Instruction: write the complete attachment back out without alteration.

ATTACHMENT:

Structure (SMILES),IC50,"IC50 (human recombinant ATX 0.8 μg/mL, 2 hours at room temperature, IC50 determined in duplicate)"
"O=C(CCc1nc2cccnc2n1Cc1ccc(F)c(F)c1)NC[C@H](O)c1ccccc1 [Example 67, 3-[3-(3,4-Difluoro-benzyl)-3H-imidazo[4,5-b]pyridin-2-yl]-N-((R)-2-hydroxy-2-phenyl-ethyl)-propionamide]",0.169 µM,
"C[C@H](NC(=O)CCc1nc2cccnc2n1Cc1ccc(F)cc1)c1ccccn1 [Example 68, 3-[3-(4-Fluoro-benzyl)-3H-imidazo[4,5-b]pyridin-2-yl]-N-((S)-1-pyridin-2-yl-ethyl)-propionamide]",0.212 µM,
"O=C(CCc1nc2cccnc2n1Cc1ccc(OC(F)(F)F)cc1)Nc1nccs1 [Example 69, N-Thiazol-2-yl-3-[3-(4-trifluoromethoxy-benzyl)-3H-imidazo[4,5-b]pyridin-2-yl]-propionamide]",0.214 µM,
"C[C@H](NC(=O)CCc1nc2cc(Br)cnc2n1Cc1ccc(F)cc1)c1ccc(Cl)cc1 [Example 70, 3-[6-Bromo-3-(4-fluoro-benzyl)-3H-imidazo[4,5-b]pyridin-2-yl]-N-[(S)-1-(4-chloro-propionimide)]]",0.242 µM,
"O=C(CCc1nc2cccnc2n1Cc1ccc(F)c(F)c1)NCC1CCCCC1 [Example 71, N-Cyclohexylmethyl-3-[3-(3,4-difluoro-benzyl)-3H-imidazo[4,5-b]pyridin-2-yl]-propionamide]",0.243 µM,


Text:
Structure (SMILES),IC50,"IC50 (human recombinant ATX 0.8 μg/mL, 2 hours at room temperature, IC50 determined in duplicate)"
"O=C(CCc1nc2cccnc2n1Cc1ccc(F)c(F)c1)NC[C@H](O)c1ccccc1 [Example 67, 3-[3-(3,4-Difluoro-benzyl)-3H-imidazo[4,5-b]pyridin-2-yl]-N-((R)-2-hydroxy-2-phenyl-ethyl)-propionamide]",0.169 µM,
"C[C@H](NC(=O)CCc1nc2cccnc2n1Cc1ccc(F)cc1)c1ccccn1 [Example 68, 3-[3-(4-Fluoro-benzyl)-3H-imidazo[4,5-b]pyridin-2-yl]-N-((S)-1-pyridin-2-yl-ethyl)-propionamide]",0.212 µM,
"O=C(CCc1nc2cccnc2n1Cc1ccc(OC(F)(F)F)cc1)Nc1nccs1 [Example 69, N-Thiazol-2-yl-3-[3-(4-trifluoromethoxy-benzyl)-3H-imidazo[4,5-b]pyridin-2-yl]-propionamide]",0.214 µM,
"C[C@H](NC(=O)CCc1nc2cc(Br)cnc2n1Cc1ccc(F)cc1)c1ccc(Cl)cc1 [Example 70, 3-[6-Bromo-3-(4-fluoro-benzyl)-3H-imidazo[4,5-b]pyridin-2-yl]-N-[(S)-1-(4-chloro-propionimide)]]",0.242 µM,
"O=C(CCc1nc2cccnc2n1Cc1ccc(F)c(F)c1)NCC1CCCCC1 [Example 71, N-Cyclohexylmethyl-3-[3-(3,4-difluoro-benzyl)-3H-imidazo[4,5-b]pyridin-2-yl]-propionamide]",0.243 µM,